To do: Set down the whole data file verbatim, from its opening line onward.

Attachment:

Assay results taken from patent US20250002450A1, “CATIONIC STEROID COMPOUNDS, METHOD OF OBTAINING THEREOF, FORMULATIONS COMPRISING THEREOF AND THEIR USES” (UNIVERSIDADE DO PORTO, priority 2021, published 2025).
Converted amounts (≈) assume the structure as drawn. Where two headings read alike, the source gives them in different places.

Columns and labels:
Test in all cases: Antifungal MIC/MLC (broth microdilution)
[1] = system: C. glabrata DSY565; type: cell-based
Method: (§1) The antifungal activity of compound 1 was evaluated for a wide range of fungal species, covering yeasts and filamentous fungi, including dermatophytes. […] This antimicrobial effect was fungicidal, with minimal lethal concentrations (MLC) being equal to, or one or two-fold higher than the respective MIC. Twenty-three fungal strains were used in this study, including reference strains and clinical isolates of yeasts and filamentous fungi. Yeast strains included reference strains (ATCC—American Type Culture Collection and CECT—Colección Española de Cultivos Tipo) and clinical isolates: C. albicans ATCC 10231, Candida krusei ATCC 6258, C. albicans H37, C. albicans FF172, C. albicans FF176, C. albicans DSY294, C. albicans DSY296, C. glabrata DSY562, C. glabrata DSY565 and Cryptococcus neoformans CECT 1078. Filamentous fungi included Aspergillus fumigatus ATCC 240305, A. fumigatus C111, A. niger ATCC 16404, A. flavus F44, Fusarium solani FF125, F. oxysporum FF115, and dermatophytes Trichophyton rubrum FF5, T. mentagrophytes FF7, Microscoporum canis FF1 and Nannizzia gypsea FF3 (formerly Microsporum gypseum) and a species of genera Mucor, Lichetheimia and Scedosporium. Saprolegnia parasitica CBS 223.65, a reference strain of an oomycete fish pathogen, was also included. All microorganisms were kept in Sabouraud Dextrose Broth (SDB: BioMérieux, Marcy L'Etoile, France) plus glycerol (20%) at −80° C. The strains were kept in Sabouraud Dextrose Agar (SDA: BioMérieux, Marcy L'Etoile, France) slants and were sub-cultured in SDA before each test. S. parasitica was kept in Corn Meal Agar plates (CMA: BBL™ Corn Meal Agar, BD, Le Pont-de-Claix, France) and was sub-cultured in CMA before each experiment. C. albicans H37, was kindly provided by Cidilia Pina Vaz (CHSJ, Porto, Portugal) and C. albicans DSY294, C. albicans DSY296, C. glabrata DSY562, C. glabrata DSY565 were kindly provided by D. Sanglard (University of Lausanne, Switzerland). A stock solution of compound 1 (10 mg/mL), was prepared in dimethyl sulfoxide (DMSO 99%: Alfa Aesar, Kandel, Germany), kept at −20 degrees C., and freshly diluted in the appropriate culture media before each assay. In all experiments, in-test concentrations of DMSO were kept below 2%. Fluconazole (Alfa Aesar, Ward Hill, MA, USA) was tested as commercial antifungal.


Assay results taken from patent US20250002450A1, “CATIONIC STEROID COMPOUNDS, METHOD OF OBTAINING THEREOF, FORMULATIONS COMPRISING THEREOF AND THEIR USES” (UNIVERSIDADE DO PORTO, priority 2021, published 2025).
Converted amounts (≈) assume the structure as drawn. Where two headings read alike, the source gives them in different places.

Columns and labels:
Test in all cases: Antifungal MIC/MLC (broth microdilution)
[1] = system: C. glabrata DSY565; type: cell-based
Method: (§1) The antifungal activity of compound 1 was evaluated for a wide range of fungal species, covering yeasts and filamentous fungi, including dermatophytes. […] This antimicrobial effect was fungicidal, with minimal lethal concentrations (MLC) being equal to, or one or two-fold higher than the respective MIC. Twenty-three fungal strains were used in this study, including reference strains and clinical isolates of yeasts and filamentous fungi. Yeast strains included reference strains (ATCC—American Type Culture Collection and CECT—Colección Española de Cultivos Tipo) and clinical isolates: C. albicans ATCC 10231, Candida krusei ATCC 6258, C. albicans H37, C. albicans FF172, C. albicans FF176, C. albicans DSY294, C. albicans DSY296, C. glabrata DSY562, C. glabrata DSY565 and Cryptococcus neoformans CECT 1078. Filamentous fungi included Aspergillus fumigatus ATCC 240305, A. fumigatus C111, A. niger ATCC 16404, A. flavus F44, Fusarium solani FF125, F. oxysporum FF115, and dermatophytes Trichophyton rubrum FF5, T. mentagrophytes FF7, Microscoporum canis FF1 and Nannizzia gypsea FF3 (formerly Microsporum gypseum) and a species of genera Mucor, Lichetheimia and Scedosporium. Saprolegnia parasitica CBS 223.65, a reference strain of an oomycete fish pathogen, was also included. All microorganisms were kept in Sabouraud Dextrose Broth (SDB: BioMérieux, Marcy L'Etoile, France) plus glycerol (20%) at −80° C. The strains were kept in Sabouraud Dextrose Agar (SDA: BioMérieux, Marcy L'Etoile, France) slants and were sub-cultured in SDA before each test. S. parasitica was kept in Corn Meal Agar plates (CMA: BBL™ Corn Meal Agar, BD, Le Pont-de-Claix, France) and was sub-cultured in CMA before each experiment. C. albicans H37, was kindly provided by Cidilia Pina Vaz (CHSJ, Porto, Portugal) and C. albicans DSY294, C. albicans DSY296, C. glabrata DSY562, C. glabrata DSY565 were kindly provided by D. Sanglard (University of Lausanne, Switzerland). A stock solution of compound 1 (10 mg/mL), was prepared in dimethyl sulfoxide (DMSO 99%: Alfa Aesar, Kandel, Germany), kept at −20 degrees C., and freshly diluted in the appropriate culture media before each assay. In all experiments, in-test concentrations of DMSO were kept below 2%. Fluconazole (Alfa Aesar, Ward Hill, MA, USA) was tested as commercial antifungal.